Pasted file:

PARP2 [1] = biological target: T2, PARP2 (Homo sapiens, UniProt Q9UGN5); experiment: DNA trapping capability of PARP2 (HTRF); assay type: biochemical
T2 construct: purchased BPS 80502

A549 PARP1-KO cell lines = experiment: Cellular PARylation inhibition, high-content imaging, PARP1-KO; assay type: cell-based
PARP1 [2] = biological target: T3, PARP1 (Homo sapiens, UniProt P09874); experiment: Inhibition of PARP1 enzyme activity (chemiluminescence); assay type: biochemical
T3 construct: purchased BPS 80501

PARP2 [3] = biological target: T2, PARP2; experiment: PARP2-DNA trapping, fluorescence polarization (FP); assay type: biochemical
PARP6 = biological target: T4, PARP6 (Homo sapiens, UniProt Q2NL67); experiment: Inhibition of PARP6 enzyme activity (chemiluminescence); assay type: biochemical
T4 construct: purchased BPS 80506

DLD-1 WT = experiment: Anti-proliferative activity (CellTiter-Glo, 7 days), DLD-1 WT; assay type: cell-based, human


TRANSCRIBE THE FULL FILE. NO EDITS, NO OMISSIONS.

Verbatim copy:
PARP2 [1] = biological target: T2, PARP2 (Homo sapiens, UniProt Q9UGN5); experiment: DNA trapping capability of PARP2 (HTRF); assay type: biochemical
T2 construct: purchased BPS 80502

A549 PARP1-KO cell lines = experiment: Cellular PARylation inhibition, high-content imaging, PARP1-KO; assay type: cell-based
PARP1 [2] = biological target: T3, PARP1 (Homo sapiens, UniProt P09874); experiment: Inhibition of PARP1 enzyme activity (chemiluminescence); assay type: biochemical
T3 construct: purchased BPS 80501

PARP2 [3] = biological target: T2, PARP2; experiment: PARP2-DNA trapping, fluorescence polarization (FP); assay type: biochemical
PARP6 = biological target: T4, PARP6 (Homo sapiens, UniProt Q2NL67); experiment: Inhibition of PARP6 enzyme activity (chemiluminescence); assay type: biochemical
T4 construct: purchased BPS 80506

DLD-1 WT = experiment: Anti-proliferative activity (CellTiter-Glo, 7 days), DLD-1 WT; assay type: cell-based, human